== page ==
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Press Release 8th May 2021 Haydock Park

Swinton Hurdle Day at Haydock Park is like no other, as it is the last remaining mixed card to take place in the UK.

There was plenty to note both on the Flat and over the Jumps and we sent Nick Seddon to speak to the winners on the day…


The Olly Murphy-trained Copperless was one of the hard luck stories of the entire meeting at last month’s Randox Grand National Festival at Aintree, parting company with conditional jockey Lewis Stones when seemingly travelling well at two from home in a competitive handicap.

Copperless was handed a 3lb rise by the handicapper for that effort, but that didn’t deter punters as he was sent off as the 9-2 favourite for the feature race on the card, the Grade Three Pertemps Network Swinton Handicap Hurdle over two miles.

This race is normally one of the most competitive races of its kind, but the six year old, who is owned by Murphy’s father Aiden and Alan Peterson, seems to have really clicked into place for Murphy and he couldn’t have been more impressive when turning what should have been a hot handicap into a procession – winning by eight lengths.

Murphy was delighted by that performance, and said: “It was gutting what happened at Aintree, which was at no fault of the young lad Lewis Stones, but we’ve made amends today and he was really impressive.

“I was cursing the handicapper coming into this (after being raised 3lbs for his performance at Aintree) but how right he was! He’s a horse on an upward curve and we’ll enjoy today and winning a good pot. It was very impressive and he’s going to get clobbered for that but the Greatwood (staged at Cheltenham in November) looks the obvious option and he’ll contest nice races from now on.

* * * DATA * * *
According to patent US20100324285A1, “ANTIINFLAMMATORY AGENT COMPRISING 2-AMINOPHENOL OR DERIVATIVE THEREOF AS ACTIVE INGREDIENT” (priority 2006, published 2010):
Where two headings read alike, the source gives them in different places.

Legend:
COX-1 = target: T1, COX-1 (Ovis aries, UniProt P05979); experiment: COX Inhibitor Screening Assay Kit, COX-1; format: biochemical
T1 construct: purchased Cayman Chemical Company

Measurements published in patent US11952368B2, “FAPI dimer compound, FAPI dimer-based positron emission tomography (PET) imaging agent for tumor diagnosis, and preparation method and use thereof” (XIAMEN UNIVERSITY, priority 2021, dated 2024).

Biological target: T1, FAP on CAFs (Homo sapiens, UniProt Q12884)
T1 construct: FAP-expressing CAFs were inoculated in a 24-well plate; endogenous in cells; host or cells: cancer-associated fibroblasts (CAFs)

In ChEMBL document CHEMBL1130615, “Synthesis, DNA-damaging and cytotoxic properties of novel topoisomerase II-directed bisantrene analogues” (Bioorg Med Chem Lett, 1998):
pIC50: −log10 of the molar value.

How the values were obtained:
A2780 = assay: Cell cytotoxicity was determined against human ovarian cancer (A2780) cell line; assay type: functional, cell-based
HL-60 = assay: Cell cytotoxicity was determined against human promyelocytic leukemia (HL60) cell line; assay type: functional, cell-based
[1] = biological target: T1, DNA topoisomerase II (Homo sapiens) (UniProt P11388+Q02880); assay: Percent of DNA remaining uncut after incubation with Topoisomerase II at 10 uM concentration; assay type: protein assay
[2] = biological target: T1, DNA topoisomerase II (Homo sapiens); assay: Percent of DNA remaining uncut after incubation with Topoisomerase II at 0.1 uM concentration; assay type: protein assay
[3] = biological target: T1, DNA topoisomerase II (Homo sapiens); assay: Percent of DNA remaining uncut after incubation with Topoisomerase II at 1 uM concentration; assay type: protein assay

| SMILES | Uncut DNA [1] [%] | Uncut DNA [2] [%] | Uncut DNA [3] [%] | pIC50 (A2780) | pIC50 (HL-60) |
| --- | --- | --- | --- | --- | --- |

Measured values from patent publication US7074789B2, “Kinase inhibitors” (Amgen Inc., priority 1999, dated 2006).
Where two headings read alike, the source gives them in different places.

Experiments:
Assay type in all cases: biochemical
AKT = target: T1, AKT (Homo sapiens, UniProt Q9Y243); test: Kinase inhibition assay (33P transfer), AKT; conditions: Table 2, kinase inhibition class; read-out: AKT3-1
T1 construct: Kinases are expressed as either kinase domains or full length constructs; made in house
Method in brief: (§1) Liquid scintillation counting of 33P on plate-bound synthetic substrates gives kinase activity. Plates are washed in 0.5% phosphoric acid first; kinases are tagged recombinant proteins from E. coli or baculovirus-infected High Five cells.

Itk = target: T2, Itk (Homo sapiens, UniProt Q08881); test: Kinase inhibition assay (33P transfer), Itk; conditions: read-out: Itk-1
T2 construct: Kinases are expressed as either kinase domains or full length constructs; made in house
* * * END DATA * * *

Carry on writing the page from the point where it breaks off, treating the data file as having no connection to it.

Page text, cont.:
“My dad is probably one of the most unlucky owners of racehorses ever, so I’m chuffed for him and I’m chuffed for the Peterson family who have supported me since I started training.”


We’re all aware of the saying ‘horses for courses’, though it seems that jockeys can also building a liking for certain tracks too, as Fergus Gillard showed when winning the opening Pertemps Network Long Distance Handicap Hurdle on the veteran Dell’ Arca.

Gillard is into just his third full season in the saddle, but he’s already enjoyed considerable success at Haydock Park coming into today’s opener, winning two valuable contests on Main Fact in 2020 before striking here on Sexy Lot in a Challenger Series Final last month.

The latter of Main Fact’s victories here under Gillard came courtesy of a withering late run after the final flight and it was a similar story with the 12 year old Dell’ Arca, who got up in the dying strides to deny the Lucy Wadham-trained Trincomalee.

And Gillard was delighted to have enhanced his fine Haydock Park record on the old boy, who is a popular figure at David Pipe’s Pond House base.

He said of his 11-1 success today: “I knew that he’s a good horse and that he’d stay the trip but it’s such a long run after the last that he needed every inch of it. He’s not stopped galloping and I’m so delighted for (owner) Caroline Tisdall and everyone at home, he’s a real yard favourite. This place has done me really well so far and hopefully that continues.”


There were several commanding winners on the afternoon, though the most impressive was perhaps the Ralph Beckett-trained Aleas, who relished the heavy conditions on the Flat course when scooting to a nine and a half-length success in the mile Pertemps Network Handicap under Hector Crouch.